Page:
OBJECTIVES: To describe the impact of hypertension (HTN) on hospitalisations due to cardiovascular diseases (CVDs) in individuals with different blood pressure (BP) levels using data from routine health check-ups reported in a Japanese claims database.
METHODS: Using data from the Japan Medical Data Center (JMDC) database, a retrospective longitudinal cohort study was conducted on adults aged 40-64 years with both systolic and diastolic pressure readings between January 2008 and January 2015 (first check-up defined as index date). Individuals were categorised as naïve to HTN therapy (naïve) or having prior HTN therapy (experienced), depending on the prescription of HTN drugs within a 6-month look-back period. Time from index date to hospitalisation due to CVDs was compared among individuals with different BP levels at index date (optimal, normal, high-normal, Grade1, Grade2 and Grade3) using Cox proportional hazards model. Models with time-dependent variables reflecting the BP variation over follow-up were also used.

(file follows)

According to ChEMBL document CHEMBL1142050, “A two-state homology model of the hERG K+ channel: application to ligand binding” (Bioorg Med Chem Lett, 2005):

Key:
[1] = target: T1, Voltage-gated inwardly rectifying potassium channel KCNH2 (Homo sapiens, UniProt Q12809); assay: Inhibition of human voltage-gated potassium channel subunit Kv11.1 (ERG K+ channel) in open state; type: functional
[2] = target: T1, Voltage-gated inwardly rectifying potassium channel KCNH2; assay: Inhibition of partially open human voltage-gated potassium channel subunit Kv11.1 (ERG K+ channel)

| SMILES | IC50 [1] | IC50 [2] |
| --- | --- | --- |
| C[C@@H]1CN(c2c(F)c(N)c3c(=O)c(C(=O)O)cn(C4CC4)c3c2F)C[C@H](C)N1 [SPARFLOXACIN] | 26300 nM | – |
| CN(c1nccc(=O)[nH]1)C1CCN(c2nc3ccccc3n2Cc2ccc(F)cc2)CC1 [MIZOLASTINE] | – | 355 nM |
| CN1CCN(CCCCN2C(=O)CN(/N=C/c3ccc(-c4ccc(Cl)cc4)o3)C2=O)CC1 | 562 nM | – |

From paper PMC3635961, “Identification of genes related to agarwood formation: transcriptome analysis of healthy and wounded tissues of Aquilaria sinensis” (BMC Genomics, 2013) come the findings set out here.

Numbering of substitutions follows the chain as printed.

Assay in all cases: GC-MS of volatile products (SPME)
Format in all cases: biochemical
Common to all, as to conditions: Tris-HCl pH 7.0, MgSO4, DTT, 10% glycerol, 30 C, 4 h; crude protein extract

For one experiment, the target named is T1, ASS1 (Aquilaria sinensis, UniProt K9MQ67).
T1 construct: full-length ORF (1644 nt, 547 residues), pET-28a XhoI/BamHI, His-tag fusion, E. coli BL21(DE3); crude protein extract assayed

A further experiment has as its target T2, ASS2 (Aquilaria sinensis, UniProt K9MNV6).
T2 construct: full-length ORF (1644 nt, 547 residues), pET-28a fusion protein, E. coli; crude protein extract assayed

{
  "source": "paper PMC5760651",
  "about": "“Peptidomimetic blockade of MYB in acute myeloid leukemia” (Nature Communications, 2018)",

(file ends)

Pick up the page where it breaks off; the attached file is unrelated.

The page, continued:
RESULTS: Of the 740,784 naïve individuals included, 61.8% were male, the mean age was 47.9 years and 46.9% were classified into the optimal group. The probability of hospitalisation increased with HTN severity at index date, with HRs of 1.95, 2.85 and 6.44 for Grade1, Grade2 and Grade3 respectively (p<0.0001, reference: optimal). Naïve individuals with hypertension at last check-up had a significantly higher probability of hospitalisation compared to individuals without hypertension (HR: 1.75, p<0.0001). Of the 72,828 experienced individuals included, 74.2% were male, the mean age was 53.6 years and 14.6% were classified into the optimal group. There was a non-statistically significant trend towards increased probability of hospitalisation in patients with more severe HTN at index date. CONCLUSION: This study adds quantitative evidence about the impact of hypertension on the risk of hospitalisations for CVD in Japan. Routine health check-ups are useful to identify patients at risk of CVD hospitalisation.